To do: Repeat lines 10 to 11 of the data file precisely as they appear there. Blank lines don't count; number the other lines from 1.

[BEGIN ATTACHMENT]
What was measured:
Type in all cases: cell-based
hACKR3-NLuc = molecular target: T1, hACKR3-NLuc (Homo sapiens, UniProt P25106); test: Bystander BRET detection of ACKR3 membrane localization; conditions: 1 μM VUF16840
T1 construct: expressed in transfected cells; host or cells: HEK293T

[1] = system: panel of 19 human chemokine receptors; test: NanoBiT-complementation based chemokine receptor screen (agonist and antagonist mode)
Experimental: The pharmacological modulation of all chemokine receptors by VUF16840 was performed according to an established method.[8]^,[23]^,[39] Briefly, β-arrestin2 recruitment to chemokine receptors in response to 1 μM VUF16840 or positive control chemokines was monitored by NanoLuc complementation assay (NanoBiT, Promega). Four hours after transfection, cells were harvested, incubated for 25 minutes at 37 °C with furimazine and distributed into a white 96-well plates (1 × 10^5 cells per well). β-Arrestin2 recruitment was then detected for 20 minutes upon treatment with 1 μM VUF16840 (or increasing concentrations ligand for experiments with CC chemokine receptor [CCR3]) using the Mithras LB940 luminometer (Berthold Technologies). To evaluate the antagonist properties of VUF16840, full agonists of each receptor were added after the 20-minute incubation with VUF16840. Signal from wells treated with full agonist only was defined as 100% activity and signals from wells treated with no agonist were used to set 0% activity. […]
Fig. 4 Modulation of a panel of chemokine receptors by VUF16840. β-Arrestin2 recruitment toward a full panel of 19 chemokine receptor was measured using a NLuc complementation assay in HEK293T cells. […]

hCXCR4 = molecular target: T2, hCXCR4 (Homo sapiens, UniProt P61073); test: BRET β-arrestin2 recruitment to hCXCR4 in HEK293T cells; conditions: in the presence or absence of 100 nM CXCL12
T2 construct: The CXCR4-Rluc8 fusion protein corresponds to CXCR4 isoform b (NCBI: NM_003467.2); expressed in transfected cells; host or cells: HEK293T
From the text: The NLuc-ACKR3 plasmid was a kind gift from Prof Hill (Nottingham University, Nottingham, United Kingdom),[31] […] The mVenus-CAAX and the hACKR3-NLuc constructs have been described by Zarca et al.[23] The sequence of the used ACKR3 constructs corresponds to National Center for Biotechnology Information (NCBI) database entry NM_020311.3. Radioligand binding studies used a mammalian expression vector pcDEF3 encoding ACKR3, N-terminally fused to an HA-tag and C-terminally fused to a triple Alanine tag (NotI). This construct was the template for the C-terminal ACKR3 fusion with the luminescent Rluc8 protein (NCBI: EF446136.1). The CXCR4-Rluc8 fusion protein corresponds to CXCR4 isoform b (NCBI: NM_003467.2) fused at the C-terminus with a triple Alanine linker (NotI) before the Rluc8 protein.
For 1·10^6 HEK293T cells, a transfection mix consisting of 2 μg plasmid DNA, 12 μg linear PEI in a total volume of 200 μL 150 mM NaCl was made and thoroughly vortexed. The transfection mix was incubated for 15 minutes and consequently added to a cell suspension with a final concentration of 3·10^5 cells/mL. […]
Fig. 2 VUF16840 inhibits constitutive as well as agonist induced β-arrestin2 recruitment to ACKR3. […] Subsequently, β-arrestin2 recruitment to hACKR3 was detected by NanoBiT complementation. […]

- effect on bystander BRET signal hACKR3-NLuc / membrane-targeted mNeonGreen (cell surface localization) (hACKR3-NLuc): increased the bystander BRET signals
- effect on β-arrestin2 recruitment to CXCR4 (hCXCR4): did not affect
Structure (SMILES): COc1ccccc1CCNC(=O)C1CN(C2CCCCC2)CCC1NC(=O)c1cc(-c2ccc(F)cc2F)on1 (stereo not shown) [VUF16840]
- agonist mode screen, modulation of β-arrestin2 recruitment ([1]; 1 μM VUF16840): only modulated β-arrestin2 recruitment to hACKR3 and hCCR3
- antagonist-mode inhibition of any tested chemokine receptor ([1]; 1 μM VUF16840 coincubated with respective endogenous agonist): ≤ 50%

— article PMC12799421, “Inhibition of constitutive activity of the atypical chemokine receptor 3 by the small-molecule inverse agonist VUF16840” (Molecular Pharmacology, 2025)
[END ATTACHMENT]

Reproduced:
From the text: The NLuc-ACKR3 plasmid was a kind gift from Prof Hill (Nottingham University, Nottingham, United Kingdom),[31] […] The mVenus-CAAX and the hACKR3-NLuc constructs have been described by Zarca et al.[23] The sequence of the used ACKR3 constructs corresponds to National Center for Biotechnology Information (NCBI) database entry NM_020311.3. Radioligand binding studies used a mammalian expression vector pcDEF3 encoding ACKR3, N-terminally fused to an HA-tag and C-terminally fused to a triple Alanine tag (NotI). This construct was the template for the C-terminal ACKR3 fusion with the luminescent Rluc8 protein (NCBI: EF446136.1). The CXCR4-Rluc8 fusion protein corresponds to CXCR4 isoform b (NCBI: NM_003467.2) fused at the C-terminus with a triple Alanine linker (NotI) before the Rluc8 protein.
For 1·10^6 HEK293T cells, a transfection mix consisting of 2 μg plasmid DNA, 12 μg linear PEI in a total volume of 200 μL 150 mM NaCl was made and thoroughly vortexed. The transfection mix was incubated for 15 minutes and consequently added to a cell suspension with a final concentration of 3·10^5 cells/mL. […]